Education centre > Public Education Programmes
Public Education Programmes
Whilst adults and families make up the largest proportion of visitors to botanic gardens, botanic garden educators often concentrate their efforts on programmes for school children. However, this approach is limited because we have to sit back and wait for future decision makers to ‘grow up’. By focusing instead on adult education, your work can be more effective because your audience has the power to make a difference immediately.
The challenge for botanic gardens is to provide a diversity of adult and public education programmes that appeal to a broad audience. This can assist botanic gardens, not just in a financial capacity but also in fulfilling their mission to promote sustainability within the community. The articles included address several aspects of public and adult education and illustrate the diversity of choices available and utilised by botanic gardens.
(Adapted from editorial, Roots 18, Lucy Sutherland)
The majority of people visit botanic gardens for reasons other than learning. Nevertheless, when they are relaxed and enjoying themselves they are most likely to be receptive to overt or subtle messages which may change attitudes and influence behaviours. In this way they gain something from the experience of visiting a botanic garden which can be regarded as educational and relevant to the important issue of sustainability.
Etnobotanica y Educacion en el Jardin Botanico Regional-Cicy
Teaching biodiversity using a story-based approach is a vital component of the Education Programme at the University of Oxford Botanic Garden. The garden staff have found this a very effective way to illustrate to visitors how biodiversity is an essential part of our everyday lives. Now the staff are seeking to establish partnerships with botanic gardens around the world with the aim of sharing plant stories and producing a publication that ensures the oral and aural tradition will not be lost. Some of the stories that the garden currently tell are about plants such as Melaleuca alternifolia, Theobroma cacoa and Echinacea purpurea.
Limbe Botanic Garden (Cameroon) aims to develop an international centre for research, education, training and recreation to support biodiversity conservation, with particular reference to Mount Cameroon. To accomplish this, the Gardens have developed education programmes for a wide range of audiences, including schoolchildren, community members and tourists.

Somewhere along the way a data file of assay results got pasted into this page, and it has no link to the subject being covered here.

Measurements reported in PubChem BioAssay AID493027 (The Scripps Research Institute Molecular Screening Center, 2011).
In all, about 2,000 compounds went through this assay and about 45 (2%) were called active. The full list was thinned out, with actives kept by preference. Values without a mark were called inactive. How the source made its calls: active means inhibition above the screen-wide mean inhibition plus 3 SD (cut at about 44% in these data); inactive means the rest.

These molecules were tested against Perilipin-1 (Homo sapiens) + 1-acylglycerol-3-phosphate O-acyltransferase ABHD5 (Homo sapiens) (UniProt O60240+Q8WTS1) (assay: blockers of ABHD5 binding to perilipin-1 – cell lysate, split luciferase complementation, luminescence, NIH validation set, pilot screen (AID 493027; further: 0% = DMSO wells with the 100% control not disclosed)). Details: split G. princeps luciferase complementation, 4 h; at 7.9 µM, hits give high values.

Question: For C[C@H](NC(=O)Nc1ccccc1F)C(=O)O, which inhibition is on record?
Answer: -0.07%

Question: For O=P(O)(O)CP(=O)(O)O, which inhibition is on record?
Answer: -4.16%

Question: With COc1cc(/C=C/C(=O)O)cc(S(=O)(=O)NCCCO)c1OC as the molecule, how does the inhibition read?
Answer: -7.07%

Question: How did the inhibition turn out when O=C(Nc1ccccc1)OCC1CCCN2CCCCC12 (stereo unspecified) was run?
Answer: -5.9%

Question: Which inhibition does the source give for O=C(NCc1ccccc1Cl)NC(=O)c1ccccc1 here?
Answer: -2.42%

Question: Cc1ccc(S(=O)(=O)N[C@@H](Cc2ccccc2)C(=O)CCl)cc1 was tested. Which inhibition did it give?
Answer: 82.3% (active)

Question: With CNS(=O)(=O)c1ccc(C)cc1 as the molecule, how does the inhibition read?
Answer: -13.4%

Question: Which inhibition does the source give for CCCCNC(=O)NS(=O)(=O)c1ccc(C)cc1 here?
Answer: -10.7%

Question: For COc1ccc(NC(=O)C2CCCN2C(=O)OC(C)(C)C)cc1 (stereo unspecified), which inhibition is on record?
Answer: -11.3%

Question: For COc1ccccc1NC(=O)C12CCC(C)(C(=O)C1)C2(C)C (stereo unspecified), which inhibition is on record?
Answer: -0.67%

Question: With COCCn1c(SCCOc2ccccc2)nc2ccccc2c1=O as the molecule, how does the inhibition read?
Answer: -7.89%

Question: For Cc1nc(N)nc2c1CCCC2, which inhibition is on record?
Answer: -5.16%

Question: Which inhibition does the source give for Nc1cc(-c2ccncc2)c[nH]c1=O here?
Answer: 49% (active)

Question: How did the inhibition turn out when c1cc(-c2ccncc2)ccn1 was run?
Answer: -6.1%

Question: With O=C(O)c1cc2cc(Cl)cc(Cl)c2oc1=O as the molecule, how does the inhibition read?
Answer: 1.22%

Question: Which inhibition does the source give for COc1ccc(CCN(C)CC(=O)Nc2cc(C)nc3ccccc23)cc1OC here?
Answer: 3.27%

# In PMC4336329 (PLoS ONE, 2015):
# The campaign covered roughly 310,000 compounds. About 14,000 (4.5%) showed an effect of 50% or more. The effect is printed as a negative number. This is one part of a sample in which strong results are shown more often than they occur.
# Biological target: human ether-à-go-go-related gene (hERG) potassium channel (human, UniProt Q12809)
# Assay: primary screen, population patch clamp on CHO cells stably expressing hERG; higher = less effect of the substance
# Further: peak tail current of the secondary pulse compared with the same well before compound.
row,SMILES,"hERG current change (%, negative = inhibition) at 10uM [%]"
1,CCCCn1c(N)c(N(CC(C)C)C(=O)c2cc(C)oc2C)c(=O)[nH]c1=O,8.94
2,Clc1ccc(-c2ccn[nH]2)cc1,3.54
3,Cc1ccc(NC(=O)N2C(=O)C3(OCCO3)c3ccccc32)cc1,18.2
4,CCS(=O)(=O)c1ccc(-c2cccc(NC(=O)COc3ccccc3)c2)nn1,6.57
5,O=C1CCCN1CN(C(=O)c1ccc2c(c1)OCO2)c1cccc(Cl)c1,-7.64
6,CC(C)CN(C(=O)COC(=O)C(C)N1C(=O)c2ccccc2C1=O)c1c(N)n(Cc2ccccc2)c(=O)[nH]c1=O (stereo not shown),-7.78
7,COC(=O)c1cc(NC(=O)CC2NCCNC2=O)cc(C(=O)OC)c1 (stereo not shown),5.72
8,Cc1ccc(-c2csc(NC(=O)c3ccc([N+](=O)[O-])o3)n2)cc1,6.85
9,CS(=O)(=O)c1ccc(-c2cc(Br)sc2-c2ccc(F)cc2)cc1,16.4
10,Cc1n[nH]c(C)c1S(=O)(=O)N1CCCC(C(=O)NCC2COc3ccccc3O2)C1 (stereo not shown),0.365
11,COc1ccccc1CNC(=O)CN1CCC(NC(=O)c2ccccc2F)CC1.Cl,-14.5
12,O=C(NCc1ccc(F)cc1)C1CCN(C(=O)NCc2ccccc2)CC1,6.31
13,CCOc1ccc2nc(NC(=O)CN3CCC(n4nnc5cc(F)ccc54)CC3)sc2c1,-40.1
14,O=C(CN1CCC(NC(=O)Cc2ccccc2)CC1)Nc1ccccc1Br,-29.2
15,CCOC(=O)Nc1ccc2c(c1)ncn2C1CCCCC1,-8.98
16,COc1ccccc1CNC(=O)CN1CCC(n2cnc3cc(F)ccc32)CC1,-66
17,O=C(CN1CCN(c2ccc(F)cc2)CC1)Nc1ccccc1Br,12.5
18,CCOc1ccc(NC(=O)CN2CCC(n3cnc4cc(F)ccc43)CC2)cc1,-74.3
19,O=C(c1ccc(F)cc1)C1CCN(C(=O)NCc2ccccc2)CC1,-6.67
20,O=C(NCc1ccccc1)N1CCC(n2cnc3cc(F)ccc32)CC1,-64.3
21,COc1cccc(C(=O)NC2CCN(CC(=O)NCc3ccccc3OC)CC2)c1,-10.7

Aburi Botanic Garden in Ghana is often the host venue for days of traditional festival celebrations. Festivals in Ghana are often associated with the history of a particular group or area. Odwira, for example, is an annual traditional festival of some Akan people, and some of the people of the Akuapen traditional areas.
The role of Limbe Botanic Garden, Cameroon, has shifted in recent times from agricultural research and training to conservation, science, recreation and education. The Limbe area is faced with limits on available land, with restrictions placed on the community by the plantations and now the reserves. Farmers must be aware of and use intensive production techniques. Limbe has developed several outreach schemes to demonstrate these techniques to the community.
The Nanjing Botanic Garden began its education programme in the late 1970s. Since then the programme has undergone considerable development and in particular with the establishment of a Scientific Group in 1983 whose aim is to make science more accessible to the general public.
The Utrecht University Botanic Gardens held a competition to find the design for a new education garden at Fort Hoofddijk. The winning design was called `Windgong`. In its design it incorporated several adaptations for disabled visitors. These included raised beds and large-scale models of flowers and stems accompanied by short texts, in braille and large script.
Education for Sustainable Development – Guidelines for Action in Botanic Gardens
BGCI has published Guidelines on Education for Sustainable Development. Suitable for those working in botanic gardens and other site-based education centres, it features tips and case studies from botanic gardens around the world. The Guidelines are freely available to all in PDF and printed format.
Netherlands - Utrecht
Cameroon - Fako Division, South West Province - Limbe
United Kingdom - Oxford
Ghana - Aburi
China - Jiangsu - Nanjing
International Diploma in Botanic Garden Education
BGCI and RBG Kew offer an international diploma course in education for botanic garden staff. Participants will learn education skills and strategies to get their message across effectively to varied audiences. The emphasis is on interactive learning.
Setting Up and Running a School Garden
This publication, available in full online or in print from the FAO, is based on the idea that childhood habits die hard. The manual is to assist teachers, parents and communities, drawing on classroom experiences from across the world. The guide explains how to run and set up a garden in a school.